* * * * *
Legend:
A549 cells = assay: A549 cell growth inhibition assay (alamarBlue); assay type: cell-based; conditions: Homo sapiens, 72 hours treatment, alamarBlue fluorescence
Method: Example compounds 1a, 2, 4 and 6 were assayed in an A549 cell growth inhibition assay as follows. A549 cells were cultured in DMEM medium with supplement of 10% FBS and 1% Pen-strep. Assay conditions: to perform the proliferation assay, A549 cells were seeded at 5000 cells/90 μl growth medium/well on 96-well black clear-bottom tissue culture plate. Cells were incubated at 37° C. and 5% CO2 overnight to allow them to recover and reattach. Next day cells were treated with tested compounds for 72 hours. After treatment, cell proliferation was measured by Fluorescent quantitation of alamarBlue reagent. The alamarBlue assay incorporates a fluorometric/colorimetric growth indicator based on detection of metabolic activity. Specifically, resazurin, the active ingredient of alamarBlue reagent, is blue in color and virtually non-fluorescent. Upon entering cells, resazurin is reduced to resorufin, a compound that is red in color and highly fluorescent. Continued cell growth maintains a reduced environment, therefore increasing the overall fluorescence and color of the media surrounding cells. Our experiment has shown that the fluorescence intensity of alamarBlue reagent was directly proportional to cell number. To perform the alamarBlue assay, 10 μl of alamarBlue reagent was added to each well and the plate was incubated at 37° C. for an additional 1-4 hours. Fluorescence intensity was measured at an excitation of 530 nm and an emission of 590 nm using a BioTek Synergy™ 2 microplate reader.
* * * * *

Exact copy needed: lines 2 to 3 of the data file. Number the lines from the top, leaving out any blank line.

A549 cells = assay: A549 cell growth inhibition assay (alamarBlue); assay type: cell-based; conditions: Homo sapiens, 72 hours treatment, alamarBlue fluorescence
Method: Example compounds 1a, 2, 4 and 6 were assayed in an A549 cell growth inhibition assay as follows. A549 cells were cultured in DMEM medium with supplement of 10% FBS and 1% Pen-strep. Assay conditions: to perform the proliferation assay, A549 cells were seeded at 5000 cells/90 μl growth medium/well on 96-well black clear-bottom tissue culture plate. Cells were incubated at 37° C. and 5% CO2 overnight to allow them to recover and reattach. Next day cells were treated with tested compounds for 72 hours. After treatment, cell proliferation was measured by Fluorescent quantitation of alamarBlue reagent. The alamarBlue assay incorporates a fluorometric/colorimetric growth indicator based on detection of metabolic activity. Specifically, resazurin, the active ingredient of alamarBlue reagent, is blue in color and virtually non-fluorescent. Upon entering cells, resazurin is reduced to resorufin, a compound that is red in color and highly fluorescent. Continued cell growth maintains a reduced environment, therefore increasing the overall fluorescence and color of the media surrounding cells. Our experiment has shown that the fluorescence intensity of alamarBlue reagent was directly proportional to cell number. To perform the alamarBlue assay, 10 μl of alamarBlue reagent was added to each well and the plate was incubated at 37° C. for an additional 1-4 hours. Fluorescence intensity was measured at an excitation of 530 nm and an emission of 590 nm using a BioTek Synergy™ 2 microplate reader.